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In some languages (PHP and JavaScript come to mind), I can use a variable as a function. For example:

PHP: Class::$var_function();

Is it possible to this in C++ in a way that doesn't require a switch or if statement?

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It must be pointed out that the PHP snippet above is not using a variable as a function. It is using a variable to create an identifier dynamically (a form of "variable variables") for a method call. In the C/C++ code below, an actual "handle" (function pointer or std::function) to the function is used and the identifiers themselves are stable.comments may only be edited for 5 minutes(click on this box to dismiss) – user166390 Jan 9 '12 at 4:50
    
(In the case of JavaScript, which is very unlike PHP in this aspect, functions are proper first-class values and behave as any other object value: an object is itself.) – user166390 Jan 9 '12 at 4:52
up vote 4 down vote accepted

James' answer is probably the best. But, if you're using a c++11 compatible compiler, you can alternately use std::function

For example:

#include <functional>
#include <iostream>
typedef std::function<void(int a)> callback_t;

class A {
public:
   void fn(int a) { std::cout << a << std::endl; }
};

void fn2(int b) { std::cout << a << std::endl; }

int main() {
   A a;
   callback_t c = std::bind(&A::fn, a, std::placeholders::_1);
   c(1);

   c = fn2;
   c(2);

   return 0;
}

And a boost version (I've never used this so it may be wrong):

#include <boost/function.hpp>
#include <iostream>
typedef boost::function<void(int a)> callback_t;

class A {
public:
   void fn(int a) { std::cout << a << std::endl; }
};

void fn2(int b) { std::cout << a << std::endl; }

int main() {
   A a;
   callback_t c = boost::bind(&A::fn, a, boost::placeholders::_1);
   c(1);

   c = fn2;
   c(2);

   return 0;
}
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I appreciate the help = ) – Calvin Froedge Jan 9 '12 at 4:27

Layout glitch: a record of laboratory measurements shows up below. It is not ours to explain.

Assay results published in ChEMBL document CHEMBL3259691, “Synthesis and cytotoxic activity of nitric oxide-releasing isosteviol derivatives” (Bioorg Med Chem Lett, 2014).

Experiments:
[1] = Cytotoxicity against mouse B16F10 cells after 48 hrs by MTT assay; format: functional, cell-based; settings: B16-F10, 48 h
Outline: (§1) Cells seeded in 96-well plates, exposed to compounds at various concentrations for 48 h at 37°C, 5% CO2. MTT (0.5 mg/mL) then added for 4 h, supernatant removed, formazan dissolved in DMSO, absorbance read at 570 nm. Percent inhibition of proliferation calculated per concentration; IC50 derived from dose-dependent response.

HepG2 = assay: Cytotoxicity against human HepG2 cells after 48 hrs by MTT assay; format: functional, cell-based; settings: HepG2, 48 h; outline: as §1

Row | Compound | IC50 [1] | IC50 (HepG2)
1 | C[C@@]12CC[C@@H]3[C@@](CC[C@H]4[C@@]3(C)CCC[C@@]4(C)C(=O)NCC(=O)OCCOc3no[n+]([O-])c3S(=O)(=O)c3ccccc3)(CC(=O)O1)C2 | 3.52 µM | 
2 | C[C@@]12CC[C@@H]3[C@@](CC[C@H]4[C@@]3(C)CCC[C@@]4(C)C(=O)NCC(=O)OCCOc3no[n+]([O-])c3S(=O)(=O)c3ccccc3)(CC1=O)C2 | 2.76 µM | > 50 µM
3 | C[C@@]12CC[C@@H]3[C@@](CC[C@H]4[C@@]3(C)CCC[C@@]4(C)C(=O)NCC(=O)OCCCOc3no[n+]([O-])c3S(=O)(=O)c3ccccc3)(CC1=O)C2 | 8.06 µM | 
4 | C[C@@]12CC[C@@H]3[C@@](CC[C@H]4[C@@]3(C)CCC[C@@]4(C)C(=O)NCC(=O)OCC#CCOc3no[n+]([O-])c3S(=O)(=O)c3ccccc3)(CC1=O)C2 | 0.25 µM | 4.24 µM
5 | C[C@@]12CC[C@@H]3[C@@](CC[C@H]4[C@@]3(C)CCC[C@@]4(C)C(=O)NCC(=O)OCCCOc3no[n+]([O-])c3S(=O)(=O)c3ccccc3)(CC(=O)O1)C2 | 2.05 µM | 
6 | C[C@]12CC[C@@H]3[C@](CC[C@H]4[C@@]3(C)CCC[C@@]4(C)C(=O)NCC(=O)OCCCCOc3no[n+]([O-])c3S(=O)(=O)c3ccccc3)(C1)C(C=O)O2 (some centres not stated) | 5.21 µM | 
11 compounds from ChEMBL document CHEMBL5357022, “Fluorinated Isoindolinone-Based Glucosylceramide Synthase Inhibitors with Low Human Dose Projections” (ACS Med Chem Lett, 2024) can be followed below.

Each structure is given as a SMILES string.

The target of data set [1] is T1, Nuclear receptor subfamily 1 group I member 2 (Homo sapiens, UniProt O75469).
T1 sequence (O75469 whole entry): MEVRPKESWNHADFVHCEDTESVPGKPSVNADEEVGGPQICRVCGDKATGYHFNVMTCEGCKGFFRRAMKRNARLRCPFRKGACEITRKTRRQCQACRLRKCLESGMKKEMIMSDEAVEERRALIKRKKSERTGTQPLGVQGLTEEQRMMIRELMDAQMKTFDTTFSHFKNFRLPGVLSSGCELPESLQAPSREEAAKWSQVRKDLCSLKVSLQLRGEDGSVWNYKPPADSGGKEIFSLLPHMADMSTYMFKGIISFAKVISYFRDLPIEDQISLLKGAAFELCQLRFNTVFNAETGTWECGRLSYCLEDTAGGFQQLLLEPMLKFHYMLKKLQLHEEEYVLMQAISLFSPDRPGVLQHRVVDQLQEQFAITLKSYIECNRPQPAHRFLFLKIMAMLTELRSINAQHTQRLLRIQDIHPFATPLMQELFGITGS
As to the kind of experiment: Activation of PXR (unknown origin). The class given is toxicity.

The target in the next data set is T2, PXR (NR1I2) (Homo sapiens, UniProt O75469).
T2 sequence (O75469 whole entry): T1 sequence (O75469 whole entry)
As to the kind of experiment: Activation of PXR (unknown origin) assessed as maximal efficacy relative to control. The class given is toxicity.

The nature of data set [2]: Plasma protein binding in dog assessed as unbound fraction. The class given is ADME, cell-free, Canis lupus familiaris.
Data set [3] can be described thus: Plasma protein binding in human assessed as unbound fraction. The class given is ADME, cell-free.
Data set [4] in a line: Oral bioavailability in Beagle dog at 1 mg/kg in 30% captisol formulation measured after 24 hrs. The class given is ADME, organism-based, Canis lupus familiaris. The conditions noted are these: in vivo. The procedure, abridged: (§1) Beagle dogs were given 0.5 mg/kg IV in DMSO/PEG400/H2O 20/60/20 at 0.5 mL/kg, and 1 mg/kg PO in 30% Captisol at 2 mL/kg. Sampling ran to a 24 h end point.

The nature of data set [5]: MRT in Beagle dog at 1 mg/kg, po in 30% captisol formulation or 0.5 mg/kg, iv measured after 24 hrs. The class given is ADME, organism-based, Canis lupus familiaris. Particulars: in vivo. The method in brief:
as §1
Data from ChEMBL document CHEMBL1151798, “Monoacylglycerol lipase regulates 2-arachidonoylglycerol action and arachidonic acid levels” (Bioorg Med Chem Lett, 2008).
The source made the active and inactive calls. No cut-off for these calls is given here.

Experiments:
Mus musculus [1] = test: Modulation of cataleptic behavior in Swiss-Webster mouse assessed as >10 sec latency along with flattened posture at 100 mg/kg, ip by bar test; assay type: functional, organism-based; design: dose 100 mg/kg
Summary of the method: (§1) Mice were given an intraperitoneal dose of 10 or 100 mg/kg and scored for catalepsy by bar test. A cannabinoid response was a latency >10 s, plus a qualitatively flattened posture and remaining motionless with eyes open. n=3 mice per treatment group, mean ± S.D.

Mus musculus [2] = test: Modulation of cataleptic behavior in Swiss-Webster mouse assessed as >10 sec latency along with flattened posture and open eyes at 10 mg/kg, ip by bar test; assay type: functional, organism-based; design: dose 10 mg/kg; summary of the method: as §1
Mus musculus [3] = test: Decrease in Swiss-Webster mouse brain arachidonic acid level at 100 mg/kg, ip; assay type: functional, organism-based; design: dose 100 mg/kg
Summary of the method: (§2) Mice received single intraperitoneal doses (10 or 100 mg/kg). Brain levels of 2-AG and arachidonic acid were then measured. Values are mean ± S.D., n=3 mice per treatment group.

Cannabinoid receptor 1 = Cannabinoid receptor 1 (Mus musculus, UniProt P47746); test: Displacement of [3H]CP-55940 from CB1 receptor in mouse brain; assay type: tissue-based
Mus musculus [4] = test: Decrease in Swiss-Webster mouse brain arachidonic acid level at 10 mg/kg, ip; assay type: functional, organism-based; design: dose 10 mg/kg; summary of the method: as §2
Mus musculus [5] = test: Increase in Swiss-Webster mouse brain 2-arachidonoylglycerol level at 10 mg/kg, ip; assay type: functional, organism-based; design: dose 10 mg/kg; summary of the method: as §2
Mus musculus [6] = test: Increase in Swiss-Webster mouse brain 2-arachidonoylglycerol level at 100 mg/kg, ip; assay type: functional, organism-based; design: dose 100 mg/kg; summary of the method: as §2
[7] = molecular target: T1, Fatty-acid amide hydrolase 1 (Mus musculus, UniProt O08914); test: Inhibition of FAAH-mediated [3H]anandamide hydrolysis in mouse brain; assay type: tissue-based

I get this compiler error on the typedef declaration: error: expected initializer before ‘<’ token – Calvin Froedge Jan 9 '12 at 4:41
    
What compiler are you using? If it's g++, pass -std=c++0x to it. – Naddiseo Jan 9 '12 at 4:47
    
cc1plus: error: unrecognized command line option "-std=c++0x" Yea, I'm using g++ (Mac OS X) – Calvin Froedge Jan 9 '12 at 4:59
1  
I'm not sure if this is still an issue, but doesn't A a(); declare a local function returning a class A that takes no arguments? I think you want just A a; – dreamlax Jan 9 '12 at 5:28

Yes. Such a variable is called a function pointer (for nonmember or static member functions) or a pointer-to-member-function (for nonstatic member functions).

Alternatively, Boost, C++ TR1, and C++11 all provide a polymorphic function wrapper, which is basically an uber-flexible, general purpose, generic function pointer type.

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1  
Thanks for the "pointer"! – Calvin Froedge Jan 9 '12 at 4:23

This is what pointers to functions allow you to do.

int max(int v1, int v2) { return (v1 > v2) ? v1 : v2; }
int min(int v1, int v2) { return (v1 < v2) ? v1 : v2; }
int add(int v1, int v2) { return v1 + v2; }
int (*function)(int, int) = add;

int x = function(1, 3);  // x == 4
function = min;
int y = function(1, 3);  // x == 1

Etc.

You can also get pointers to member functions in C++; the notation is somewhat different.

You may see code invoking functions via pointers to functions using the notation:

function = max;
int z = (*function)(1, 3);  // x == 3

This is old fashioned, pre-standard C. But it makes it clear that a pointer-to-function is being used (so I still like it and often use it).

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Thanks for the response! – Calvin Froedge Jan 9 '12 at 4:26

In addition to the other answers, you can make objects of any user-defined type act like a function (or even like a set of overloaded functions) by defining the function call operator:

class MyClass
{
public:
  MyClass(): member(42) {};
  void operator()(int i) { std::cout << (member=i) << '\n'; }
  void operator()() { std::cout << member++ << '\n'; }
private:
  int member;
};

int main()
{
  MyClass foo;

  foo();   // prints 42
  foo();   // prints 43
  foo(23); // prints 23
  foo();   // prints 24
}
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